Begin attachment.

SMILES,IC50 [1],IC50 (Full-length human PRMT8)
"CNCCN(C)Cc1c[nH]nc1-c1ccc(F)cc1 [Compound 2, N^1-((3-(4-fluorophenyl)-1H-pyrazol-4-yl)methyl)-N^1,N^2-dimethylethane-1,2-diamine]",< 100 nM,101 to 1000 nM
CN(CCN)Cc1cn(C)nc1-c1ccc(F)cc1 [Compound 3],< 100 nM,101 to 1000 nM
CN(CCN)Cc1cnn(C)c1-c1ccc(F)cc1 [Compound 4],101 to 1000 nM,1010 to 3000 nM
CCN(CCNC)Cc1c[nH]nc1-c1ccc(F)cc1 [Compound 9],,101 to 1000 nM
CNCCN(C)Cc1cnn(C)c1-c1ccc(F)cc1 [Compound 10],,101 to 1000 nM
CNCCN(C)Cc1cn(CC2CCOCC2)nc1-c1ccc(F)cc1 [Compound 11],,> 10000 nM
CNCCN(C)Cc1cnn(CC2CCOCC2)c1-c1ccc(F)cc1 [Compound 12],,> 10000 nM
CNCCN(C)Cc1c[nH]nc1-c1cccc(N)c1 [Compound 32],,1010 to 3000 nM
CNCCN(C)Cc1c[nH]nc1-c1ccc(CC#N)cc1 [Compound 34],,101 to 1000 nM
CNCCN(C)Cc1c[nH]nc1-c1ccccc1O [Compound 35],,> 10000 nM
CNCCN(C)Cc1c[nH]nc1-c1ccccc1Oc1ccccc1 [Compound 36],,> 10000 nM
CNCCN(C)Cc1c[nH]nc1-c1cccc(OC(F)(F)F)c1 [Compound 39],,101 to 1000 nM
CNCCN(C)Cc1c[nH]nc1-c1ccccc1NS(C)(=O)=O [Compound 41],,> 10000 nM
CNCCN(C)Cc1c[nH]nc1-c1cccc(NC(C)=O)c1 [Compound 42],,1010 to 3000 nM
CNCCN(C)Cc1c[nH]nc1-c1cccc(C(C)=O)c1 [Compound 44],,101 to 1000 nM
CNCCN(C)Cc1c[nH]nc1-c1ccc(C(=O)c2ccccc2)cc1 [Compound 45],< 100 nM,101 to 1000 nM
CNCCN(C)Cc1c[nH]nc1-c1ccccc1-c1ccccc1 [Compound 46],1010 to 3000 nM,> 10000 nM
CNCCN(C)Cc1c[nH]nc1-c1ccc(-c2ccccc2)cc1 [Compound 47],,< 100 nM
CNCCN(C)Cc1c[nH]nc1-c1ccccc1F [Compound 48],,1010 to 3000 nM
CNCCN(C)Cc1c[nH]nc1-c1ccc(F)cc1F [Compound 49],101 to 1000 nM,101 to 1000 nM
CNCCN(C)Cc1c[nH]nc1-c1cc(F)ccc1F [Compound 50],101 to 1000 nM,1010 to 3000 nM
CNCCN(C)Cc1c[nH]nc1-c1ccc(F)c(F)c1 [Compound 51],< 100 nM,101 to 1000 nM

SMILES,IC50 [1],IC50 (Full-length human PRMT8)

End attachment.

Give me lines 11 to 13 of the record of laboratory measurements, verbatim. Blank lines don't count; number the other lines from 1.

CNCCN(C)Cc1c[nH]nc1-c1ccccc1O [Compound 35],,> 10000 nM
CNCCN(C)Cc1c[nH]nc1-c1ccccc1Oc1ccccc1 [Compound 36],,> 10000 nM
CNCCN(C)Cc1c[nH]nc1-c1cccc(OC(F)(F)F)c1 [Compound 39],,101 to 1000 nM